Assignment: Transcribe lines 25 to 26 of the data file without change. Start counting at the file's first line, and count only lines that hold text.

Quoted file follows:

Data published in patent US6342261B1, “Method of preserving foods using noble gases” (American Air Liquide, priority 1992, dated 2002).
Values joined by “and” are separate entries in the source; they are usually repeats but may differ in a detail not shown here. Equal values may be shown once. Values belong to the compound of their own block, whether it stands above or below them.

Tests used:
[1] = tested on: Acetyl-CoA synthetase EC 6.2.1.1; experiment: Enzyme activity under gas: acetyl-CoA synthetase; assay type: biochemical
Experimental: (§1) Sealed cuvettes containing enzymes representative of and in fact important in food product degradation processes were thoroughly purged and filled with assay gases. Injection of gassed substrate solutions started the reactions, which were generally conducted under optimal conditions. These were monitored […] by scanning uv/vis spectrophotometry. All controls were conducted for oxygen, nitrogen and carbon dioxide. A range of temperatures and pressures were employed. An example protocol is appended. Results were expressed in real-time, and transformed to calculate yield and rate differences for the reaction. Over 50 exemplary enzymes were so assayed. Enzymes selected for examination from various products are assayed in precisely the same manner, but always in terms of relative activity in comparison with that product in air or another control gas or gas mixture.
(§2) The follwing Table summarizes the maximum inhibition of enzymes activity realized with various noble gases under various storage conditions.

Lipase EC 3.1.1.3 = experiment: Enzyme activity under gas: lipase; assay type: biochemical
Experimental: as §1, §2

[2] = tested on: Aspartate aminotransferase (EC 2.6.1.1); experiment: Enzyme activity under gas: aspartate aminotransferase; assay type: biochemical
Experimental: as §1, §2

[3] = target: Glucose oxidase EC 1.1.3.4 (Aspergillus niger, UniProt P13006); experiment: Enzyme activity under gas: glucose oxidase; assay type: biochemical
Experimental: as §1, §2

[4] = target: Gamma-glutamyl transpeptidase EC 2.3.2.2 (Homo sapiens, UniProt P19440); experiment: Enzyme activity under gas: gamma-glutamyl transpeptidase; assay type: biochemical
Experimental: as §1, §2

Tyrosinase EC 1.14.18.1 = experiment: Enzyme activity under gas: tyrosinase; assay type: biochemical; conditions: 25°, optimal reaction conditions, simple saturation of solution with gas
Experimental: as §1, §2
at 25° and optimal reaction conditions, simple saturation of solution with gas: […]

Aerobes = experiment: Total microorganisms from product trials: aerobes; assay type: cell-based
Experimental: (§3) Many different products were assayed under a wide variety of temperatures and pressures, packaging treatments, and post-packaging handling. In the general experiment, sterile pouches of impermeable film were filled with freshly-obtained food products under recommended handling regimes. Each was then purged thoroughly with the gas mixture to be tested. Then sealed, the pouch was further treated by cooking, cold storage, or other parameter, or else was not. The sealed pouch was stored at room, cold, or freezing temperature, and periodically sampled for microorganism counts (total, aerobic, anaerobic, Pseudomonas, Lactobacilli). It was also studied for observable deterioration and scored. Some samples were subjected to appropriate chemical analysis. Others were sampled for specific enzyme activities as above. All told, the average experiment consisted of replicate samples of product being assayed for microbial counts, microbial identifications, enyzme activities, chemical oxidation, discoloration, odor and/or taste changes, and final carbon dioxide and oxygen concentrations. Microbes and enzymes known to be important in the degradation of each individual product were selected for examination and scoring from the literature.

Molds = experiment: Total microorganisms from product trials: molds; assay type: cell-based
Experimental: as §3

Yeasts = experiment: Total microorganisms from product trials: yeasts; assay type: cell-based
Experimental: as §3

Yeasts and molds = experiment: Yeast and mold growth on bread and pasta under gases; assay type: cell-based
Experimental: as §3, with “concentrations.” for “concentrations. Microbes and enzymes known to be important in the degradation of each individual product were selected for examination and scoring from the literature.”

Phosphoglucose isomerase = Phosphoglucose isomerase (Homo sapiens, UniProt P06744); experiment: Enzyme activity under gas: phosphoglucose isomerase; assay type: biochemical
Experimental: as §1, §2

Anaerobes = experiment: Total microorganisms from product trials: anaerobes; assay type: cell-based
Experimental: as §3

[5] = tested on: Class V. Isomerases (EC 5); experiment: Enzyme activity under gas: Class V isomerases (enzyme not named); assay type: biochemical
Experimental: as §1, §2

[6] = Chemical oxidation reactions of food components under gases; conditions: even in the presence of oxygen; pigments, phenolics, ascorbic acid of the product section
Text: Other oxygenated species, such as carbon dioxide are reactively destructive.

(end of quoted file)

Experimental: as §3, with “concentrations.” for “concentrations. Microbes and enzymes known to be important in the degradation of each individual product were selected for examination and scoring from the literature.”

Phosphoglucose isomerase = Phosphoglucose isomerase (Homo sapiens, UniProt P06744); experiment: Enzyme activity under gas: phosphoglucose isomerase; assay type: biochemical